It's easy to forget that our own fraught political situation is not just something we have to put up with every day. This is a new age of instant news, and people from all over the world get to watch us and judge us for what goes on in our country.
At the 12th Assembly, I suddenly found myself in the midst of conversions - very uncomfortable conversations - about what was going on in the United States. And just about all of them mentioned Trump by name. I was not expecting to be called on the carpet for some of the actions of my country.
I realized very quickly that by participating in this event, I got to experience something that is very rare for people in my country. I was often in a room, sitting at a table, or in a small group conversation with people from all over the world, in which I was the only person present from my own country.
On the one hand, in the US it is far to easy to only see what effects us immediately, when there is literally a whole world out there with different problems and issues. At the same time, people NOTICE what is currently happening in the United States. And I found it to be very uncomfortable sometimes in conversation. One night, at the welcome reception hosted by the President of Namibia, I talked for a while with a pastor from Sweden who knew very well what was going on in the Unites States. But this conversation, which happened on my first night in Namibia, was only the beginning.
During one of the presentations on the day with the theme "Creation Not For Sale," Pastor Monica Villareal, of Flint Mich, shared about the Flint water crisis. For many of us, this is not "new" news, though it is of course unforgivable that this crisis is still going on. But for the international community, this was NEWS. People sat up and took notice. What? Something like this was happening in the UNITED STATES of all places?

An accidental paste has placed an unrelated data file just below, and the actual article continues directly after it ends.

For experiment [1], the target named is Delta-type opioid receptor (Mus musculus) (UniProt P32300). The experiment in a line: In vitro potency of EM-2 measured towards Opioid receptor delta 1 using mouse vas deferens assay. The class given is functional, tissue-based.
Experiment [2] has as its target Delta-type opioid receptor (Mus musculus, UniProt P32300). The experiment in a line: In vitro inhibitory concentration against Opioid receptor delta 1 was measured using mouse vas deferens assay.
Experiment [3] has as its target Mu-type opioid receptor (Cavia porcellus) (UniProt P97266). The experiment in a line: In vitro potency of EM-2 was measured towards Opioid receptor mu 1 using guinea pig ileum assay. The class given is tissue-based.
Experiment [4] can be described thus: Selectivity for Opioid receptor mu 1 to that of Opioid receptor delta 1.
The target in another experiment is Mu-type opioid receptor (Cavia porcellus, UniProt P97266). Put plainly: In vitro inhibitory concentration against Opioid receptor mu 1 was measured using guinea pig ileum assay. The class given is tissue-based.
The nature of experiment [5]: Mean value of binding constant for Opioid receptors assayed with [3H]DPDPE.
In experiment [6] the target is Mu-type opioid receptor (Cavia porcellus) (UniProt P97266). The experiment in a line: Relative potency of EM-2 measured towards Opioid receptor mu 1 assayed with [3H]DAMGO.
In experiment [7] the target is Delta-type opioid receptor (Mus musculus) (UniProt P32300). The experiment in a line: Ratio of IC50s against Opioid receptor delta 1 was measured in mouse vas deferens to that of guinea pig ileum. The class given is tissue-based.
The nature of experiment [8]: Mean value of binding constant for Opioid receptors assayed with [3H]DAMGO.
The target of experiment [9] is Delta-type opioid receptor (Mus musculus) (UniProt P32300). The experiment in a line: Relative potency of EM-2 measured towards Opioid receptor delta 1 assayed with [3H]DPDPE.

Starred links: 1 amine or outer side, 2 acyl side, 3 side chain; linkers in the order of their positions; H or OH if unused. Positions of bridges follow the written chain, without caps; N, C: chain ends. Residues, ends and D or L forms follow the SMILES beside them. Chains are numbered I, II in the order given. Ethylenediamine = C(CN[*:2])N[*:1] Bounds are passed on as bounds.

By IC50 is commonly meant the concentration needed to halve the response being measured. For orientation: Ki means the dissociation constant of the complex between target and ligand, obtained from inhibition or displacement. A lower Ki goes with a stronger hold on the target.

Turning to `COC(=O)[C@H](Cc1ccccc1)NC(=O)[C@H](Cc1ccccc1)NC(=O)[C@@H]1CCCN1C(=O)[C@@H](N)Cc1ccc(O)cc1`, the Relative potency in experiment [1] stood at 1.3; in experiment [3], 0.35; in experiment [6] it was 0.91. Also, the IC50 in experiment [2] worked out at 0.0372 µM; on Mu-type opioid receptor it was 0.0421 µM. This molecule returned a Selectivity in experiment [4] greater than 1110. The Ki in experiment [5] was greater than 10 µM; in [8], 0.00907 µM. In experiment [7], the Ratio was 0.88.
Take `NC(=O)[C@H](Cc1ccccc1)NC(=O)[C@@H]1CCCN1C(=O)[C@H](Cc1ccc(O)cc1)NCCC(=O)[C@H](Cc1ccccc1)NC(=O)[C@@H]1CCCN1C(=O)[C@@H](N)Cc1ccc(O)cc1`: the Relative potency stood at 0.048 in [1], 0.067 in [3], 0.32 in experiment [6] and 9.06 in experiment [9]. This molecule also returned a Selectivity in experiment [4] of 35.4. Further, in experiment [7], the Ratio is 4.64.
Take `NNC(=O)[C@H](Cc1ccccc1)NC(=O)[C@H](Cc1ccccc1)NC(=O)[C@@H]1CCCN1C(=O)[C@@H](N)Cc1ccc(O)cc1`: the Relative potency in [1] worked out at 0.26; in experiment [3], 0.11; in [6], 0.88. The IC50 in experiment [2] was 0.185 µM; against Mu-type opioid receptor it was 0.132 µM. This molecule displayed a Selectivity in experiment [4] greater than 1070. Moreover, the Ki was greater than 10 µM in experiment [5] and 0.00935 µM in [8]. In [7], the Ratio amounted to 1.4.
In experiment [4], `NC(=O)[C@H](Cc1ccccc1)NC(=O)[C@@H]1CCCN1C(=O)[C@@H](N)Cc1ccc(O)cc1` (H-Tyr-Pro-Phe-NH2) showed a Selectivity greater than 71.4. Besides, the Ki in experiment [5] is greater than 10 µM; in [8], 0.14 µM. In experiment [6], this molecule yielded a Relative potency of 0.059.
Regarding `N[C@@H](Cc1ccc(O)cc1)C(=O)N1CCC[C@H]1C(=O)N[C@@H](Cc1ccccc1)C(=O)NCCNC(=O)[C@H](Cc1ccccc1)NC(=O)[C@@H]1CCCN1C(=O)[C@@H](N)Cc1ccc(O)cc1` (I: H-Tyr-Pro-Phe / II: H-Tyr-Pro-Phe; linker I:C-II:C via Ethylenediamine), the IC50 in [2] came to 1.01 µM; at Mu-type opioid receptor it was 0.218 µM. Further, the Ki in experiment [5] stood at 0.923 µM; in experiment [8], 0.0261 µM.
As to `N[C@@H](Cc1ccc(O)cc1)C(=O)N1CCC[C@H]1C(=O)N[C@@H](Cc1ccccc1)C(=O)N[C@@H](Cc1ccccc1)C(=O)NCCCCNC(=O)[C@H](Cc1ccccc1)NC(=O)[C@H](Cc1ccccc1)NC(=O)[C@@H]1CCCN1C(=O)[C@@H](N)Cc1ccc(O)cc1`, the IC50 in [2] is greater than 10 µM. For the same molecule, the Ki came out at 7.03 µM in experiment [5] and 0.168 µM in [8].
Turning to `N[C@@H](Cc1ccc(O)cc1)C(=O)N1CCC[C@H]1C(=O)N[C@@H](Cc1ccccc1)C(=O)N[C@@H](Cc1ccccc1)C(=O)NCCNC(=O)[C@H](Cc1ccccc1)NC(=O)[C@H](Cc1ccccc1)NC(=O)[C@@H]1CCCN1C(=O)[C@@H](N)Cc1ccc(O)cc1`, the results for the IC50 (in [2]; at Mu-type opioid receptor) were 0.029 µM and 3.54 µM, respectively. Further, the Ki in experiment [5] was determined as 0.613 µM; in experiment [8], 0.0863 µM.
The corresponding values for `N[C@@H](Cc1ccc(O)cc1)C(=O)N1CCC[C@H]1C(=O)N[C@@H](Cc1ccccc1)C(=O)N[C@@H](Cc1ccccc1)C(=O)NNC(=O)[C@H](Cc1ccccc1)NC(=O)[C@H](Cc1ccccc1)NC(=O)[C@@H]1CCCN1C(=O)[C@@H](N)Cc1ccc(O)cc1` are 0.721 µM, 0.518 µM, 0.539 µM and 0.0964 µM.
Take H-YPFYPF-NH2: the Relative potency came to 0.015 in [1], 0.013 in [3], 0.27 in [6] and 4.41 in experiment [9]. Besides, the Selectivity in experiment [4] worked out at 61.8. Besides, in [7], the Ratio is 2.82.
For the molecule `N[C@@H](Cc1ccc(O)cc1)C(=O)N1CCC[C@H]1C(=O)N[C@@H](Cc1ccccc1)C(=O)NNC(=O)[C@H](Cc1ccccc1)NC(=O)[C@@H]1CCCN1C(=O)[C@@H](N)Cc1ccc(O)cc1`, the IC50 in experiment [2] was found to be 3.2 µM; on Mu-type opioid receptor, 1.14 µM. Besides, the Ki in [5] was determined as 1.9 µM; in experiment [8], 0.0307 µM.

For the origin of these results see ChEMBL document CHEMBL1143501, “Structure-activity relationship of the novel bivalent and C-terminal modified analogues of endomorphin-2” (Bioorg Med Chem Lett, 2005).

But that wasn't the last of the discomfort for that morning. During the plenary, the presenter shared this slide:
I felt my face get really hot, and the rest of my body went ice cold. Though cleverly generalized, we all knew EXACTLY what this slide was about. I wanted my chair to swallow me. THIS is what intellectual people and world-famouspresenters from other countries think of us, folks. And they are not wrong.
Pastor Monica Villareal, when asked a question that named the elephant in the room (at least for me), gave a very articulate and diplomatic response, and made it clear that not all Lutherans in the United States voted for or supports the present regime. A few minutes later, it a small group I was part of, with people from Zimbabwe, Russia, and parts of Germany and Norway, one of the German participants pointedly asked me to go further into the situation of Lutherans and current United States politics. I attempted to explain that our churches are deeply divided and contain people on all sides, though many pastors find themselves leaning toward social justice concerns, and thus tend to be more left-leaning. She seemed visibly relieved by my answer.
The world is watching us. They see what's going on, how we treat our own.
In the international politics that go on (Yes, even Lutherans have politics, even at the international leve1), I learned that there was discussion of combining the North American region (which just has the ELCA and the ELCIC) with the South American region. But if that came to pass, we (the US) could never host a regional gathering.
Think about that. There is no way everyone could get visas to come, given our current political climate. And there is also no way that the United States could EVER host a Lutheran World Federation Assembly. Most of the attendees would not be allowed entrance into the country.
For me, that was a sobering thought. For as "forward" we (the ELCA) are on some things like women's ordination, racism, gender justice, GLBTQI support (or at least trying to be) we have a lot of work ahead of us.